The Poet XBook - 2018
From Library Staff
A young girl in Harlem discovers slam poetry as a way to understand her mother's religion and her own relationship to the world.
Xiomara feels unheard and unable to hide in her Harlem neighborhood. Ever since her body grew into curves, she has learned to let her fists and her fierceness do the talking. But Xiomara has plenty she wants to say, and she pours her frustration onto the pages of a leather notebook, reciting the ... Read More »
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pink_panda_1782 thinks this title is suitable for between the ages of 13 and 25
OPL_KrisC thinks this title is suitable for 14 years and over
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Review: Note: The Poet X includes physical and religious abuse, sexual harassment, and references to homophobia.
One of the best things about a novel in verse is how immediate the character’s voice can feel. Xiomara is an outstanding character who is trying to figure out how to express herself and coming to terms with the fact that what her church teaches (and her mother staunchly believes) does not reflect the world as she sees it or the way she wants to live. She is sharp, witty, and always bracing for a fight, and some of my favorite poems are the contrasts between what she wants to say and what she actually feels she can say (e.g., her homework assignments).
The Poet X is a great coming of age story. Xiomara pretty much does it all—falling in love, questioning religion, clashing with family, finding an outlet for her passion, calling out rape culture and sexism—and good times and the bad help her discover who she truly is and what she believes. Xiomara discovering and falling in love with slam poetry while we’re reading her poetry is a beautiful experience. It made me want to pull up some of my favorite Sarah Kay videos (yes, I had a slam poetry phase in my 20s) and just put them on repeat.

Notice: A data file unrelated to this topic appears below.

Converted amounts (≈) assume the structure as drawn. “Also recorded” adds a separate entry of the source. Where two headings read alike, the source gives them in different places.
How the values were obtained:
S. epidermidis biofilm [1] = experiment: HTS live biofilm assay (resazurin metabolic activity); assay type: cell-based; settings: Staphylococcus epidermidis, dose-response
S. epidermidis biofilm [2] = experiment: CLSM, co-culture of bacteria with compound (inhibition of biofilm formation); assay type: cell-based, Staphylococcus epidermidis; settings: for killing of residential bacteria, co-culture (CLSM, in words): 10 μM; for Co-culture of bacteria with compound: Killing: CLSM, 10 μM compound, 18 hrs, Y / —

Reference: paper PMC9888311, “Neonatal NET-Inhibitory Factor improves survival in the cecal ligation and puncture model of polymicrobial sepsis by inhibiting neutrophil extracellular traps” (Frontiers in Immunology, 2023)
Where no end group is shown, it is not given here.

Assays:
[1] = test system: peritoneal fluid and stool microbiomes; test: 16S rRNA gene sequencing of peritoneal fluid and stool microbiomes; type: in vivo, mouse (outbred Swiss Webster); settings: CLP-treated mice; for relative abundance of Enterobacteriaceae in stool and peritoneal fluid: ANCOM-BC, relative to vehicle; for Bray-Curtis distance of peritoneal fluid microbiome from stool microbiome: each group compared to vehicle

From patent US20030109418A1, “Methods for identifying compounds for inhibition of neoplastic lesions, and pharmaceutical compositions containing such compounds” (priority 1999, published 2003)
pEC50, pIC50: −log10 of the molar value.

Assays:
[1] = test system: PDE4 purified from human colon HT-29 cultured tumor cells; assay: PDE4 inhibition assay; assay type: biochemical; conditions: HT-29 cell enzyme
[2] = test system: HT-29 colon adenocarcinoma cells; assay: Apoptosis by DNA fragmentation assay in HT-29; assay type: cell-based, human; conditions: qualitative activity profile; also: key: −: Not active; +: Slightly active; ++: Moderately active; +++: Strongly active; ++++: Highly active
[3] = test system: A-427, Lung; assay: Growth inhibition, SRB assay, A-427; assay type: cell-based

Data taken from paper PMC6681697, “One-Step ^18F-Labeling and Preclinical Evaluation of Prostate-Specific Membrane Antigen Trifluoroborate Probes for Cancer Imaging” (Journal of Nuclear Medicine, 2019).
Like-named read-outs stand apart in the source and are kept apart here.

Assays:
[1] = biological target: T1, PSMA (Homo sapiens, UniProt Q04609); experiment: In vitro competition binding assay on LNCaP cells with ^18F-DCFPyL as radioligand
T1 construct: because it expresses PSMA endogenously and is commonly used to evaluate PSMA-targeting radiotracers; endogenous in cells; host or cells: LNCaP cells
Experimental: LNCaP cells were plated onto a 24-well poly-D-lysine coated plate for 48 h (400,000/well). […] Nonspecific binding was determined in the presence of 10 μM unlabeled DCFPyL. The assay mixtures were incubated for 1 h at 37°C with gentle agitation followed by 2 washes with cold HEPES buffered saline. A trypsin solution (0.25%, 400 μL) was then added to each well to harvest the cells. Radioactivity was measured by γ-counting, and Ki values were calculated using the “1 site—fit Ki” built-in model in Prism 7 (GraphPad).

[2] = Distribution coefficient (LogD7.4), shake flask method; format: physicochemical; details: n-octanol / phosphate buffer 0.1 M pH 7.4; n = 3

Even without knowing author Elizabeth Acevedo’s impressive and extensive body of slam poetry work, her love for the form was clear throughout the book. And so was Xiomara’s. I loved every time Xiomara made it to the poetry club or interacted with the other members, especially Ms. Galiano. Women mentoring other women is one of my favorite things, and having this teacher repeatedly reach out to Xiomara and encourage her talents was honestly inspiring.
But Xiomara’s story isn’t just a steady upward climb of honing her poetic talents; it touches on several more difficult topics. She is keenly aware of how much rape culture permeates her life and how much her mother buys into it and into the church’s sexism. There are some awful, painful scenes where Xiomara is punished (or insulted) for her budding sexuality and religious doubt. While there is a mostly hopeful conclusion to some of this, it left me concerned that Xiomara had only really bought herself some breathing space with her mother. (But that’s my pessimistic self.)
The romantic relationship between Xiomara and Aman is very well done, and Aman is one of the many interesting supporting characters in the book. One of the best traits a romantic lead can have, in my opinion, is consistently demonstrating a desire to listen. When Xiomara felt like she had to be silent, Aman was there, encouraging her with her poetry. (Another excellent trait is knowing when to apologize and how to make up for doing wrong.) I was also very fond of Twin (Xiomara’s twin brother, Xavier) and Caridad, as well as Ms. Galiano.
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